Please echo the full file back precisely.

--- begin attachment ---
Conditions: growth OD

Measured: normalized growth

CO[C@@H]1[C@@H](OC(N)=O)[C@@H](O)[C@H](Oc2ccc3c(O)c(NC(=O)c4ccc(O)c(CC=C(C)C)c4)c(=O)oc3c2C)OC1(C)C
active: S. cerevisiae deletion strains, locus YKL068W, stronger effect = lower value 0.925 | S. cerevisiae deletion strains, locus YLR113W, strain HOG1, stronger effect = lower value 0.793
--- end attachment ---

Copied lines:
Conditions: growth OD

Measured: normalized growth

CO[C@@H]1[C@@H](OC(N)=O)[C@@H](O)[C@H](Oc2ccc3c(O)c(NC(=O)c4ccc(O)c(CC=C(C)C)c4)c(=O)oc3c2C)OC1(C)C
active: S. cerevisiae deletion strains, locus YKL068W, stronger effect = lower value 0.925 | S. cerevisiae deletion strains, locus YLR113W, strain HOG1, stronger effect = lower value 0.793